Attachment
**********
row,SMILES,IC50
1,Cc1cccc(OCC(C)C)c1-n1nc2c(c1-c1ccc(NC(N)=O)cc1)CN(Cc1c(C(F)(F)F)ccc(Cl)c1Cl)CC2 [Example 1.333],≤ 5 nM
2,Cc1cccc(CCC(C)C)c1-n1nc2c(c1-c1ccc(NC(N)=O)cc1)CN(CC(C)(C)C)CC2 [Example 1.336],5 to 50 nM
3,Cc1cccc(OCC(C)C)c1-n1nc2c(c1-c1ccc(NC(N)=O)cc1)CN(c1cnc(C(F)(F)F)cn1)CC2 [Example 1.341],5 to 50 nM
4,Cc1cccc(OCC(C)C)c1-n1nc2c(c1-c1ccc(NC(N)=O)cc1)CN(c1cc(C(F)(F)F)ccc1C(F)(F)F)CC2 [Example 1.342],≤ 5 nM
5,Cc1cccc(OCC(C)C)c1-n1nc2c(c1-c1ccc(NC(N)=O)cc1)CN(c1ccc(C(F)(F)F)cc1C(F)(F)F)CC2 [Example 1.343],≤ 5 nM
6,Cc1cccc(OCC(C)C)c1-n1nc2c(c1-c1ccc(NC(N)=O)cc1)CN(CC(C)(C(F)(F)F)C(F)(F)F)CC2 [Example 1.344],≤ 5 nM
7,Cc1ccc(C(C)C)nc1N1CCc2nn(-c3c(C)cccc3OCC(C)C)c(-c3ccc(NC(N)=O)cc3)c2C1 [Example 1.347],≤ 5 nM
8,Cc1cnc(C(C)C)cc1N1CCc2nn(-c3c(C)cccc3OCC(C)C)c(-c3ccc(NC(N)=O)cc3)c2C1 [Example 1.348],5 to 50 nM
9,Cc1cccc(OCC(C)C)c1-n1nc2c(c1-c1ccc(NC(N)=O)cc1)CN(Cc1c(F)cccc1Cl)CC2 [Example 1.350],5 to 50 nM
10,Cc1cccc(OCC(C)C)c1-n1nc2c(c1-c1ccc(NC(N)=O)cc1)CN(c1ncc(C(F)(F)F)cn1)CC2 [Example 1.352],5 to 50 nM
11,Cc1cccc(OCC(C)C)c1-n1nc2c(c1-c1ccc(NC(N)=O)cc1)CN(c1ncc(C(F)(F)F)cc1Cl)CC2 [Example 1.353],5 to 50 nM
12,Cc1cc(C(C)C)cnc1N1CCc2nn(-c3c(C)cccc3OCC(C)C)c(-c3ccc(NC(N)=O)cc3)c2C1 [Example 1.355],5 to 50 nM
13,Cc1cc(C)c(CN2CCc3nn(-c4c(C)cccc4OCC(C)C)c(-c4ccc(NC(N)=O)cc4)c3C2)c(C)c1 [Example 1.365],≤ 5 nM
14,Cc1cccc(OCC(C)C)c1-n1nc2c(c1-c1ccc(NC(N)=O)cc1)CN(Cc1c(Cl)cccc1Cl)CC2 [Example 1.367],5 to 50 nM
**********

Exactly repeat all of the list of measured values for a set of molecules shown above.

row,SMILES,IC50
1,Cc1cccc(OCC(C)C)c1-n1nc2c(c1-c1ccc(NC(N)=O)cc1)CN(Cc1c(C(F)(F)F)ccc(Cl)c1Cl)CC2 [Example 1.333],≤ 5 nM
2,Cc1cccc(CCC(C)C)c1-n1nc2c(c1-c1ccc(NC(N)=O)cc1)CN(CC(C)(C)C)CC2 [Example 1.336],5 to 50 nM
3,Cc1cccc(OCC(C)C)c1-n1nc2c(c1-c1ccc(NC(N)=O)cc1)CN(c1cnc(C(F)(F)F)cn1)CC2 [Example 1.341],5 to 50 nM
4,Cc1cccc(OCC(C)C)c1-n1nc2c(c1-c1ccc(NC(N)=O)cc1)CN(c1cc(C(F)(F)F)ccc1C(F)(F)F)CC2 [Example 1.342],≤ 5 nM
5,Cc1cccc(OCC(C)C)c1-n1nc2c(c1-c1ccc(NC(N)=O)cc1)CN(c1ccc(C(F)(F)F)cc1C(F)(F)F)CC2 [Example 1.343],≤ 5 nM
6,Cc1cccc(OCC(C)C)c1-n1nc2c(c1-c1ccc(NC(N)=O)cc1)CN(CC(C)(C(F)(F)F)C(F)(F)F)CC2 [Example 1.344],≤ 5 nM
7,Cc1ccc(C(C)C)nc1N1CCc2nn(-c3c(C)cccc3OCC(C)C)c(-c3ccc(NC(N)=O)cc3)c2C1 [Example 1.347],≤ 5 nM
8,Cc1cnc(C(C)C)cc1N1CCc2nn(-c3c(C)cccc3OCC(C)C)c(-c3ccc(NC(N)=O)cc3)c2C1 [Example 1.348],5 to 50 nM
9,Cc1cccc(OCC(C)C)c1-n1nc2c(c1-c1ccc(NC(N)=O)cc1)CN(Cc1c(F)cccc1Cl)CC2 [Example 1.350],5 to 50 nM
10,Cc1cccc(OCC(C)C)c1-n1nc2c(c1-c1ccc(NC(N)=O)cc1)CN(c1ncc(C(F)(F)F)cn1)CC2 [Example 1.352],5 to 50 nM
11,Cc1cccc(OCC(C)C)c1-n1nc2c(c1-c1ccc(NC(N)=O)cc1)CN(c1ncc(C(F)(F)F)cc1Cl)CC2 [Example 1.353],5 to 50 nM
12,Cc1cc(C(C)C)cnc1N1CCc2nn(-c3c(C)cccc3OCC(C)C)c(-c3ccc(NC(N)=O)cc3)c2C1 [Example 1.355],5 to 50 nM
13,Cc1cc(C)c(CN2CCc3nn(-c4c(C)cccc4OCC(C)C)c(-c4ccc(NC(N)=O)cc4)c3C2)c(C)c1 [Example 1.365],≤ 5 nM
14,Cc1cccc(OCC(C)C)c1-n1nc2c(c1-c1ccc(NC(N)=O)cc1)CN(Cc1c(Cl)cccc1Cl)CC2 [Example 1.367],5 to 50 nM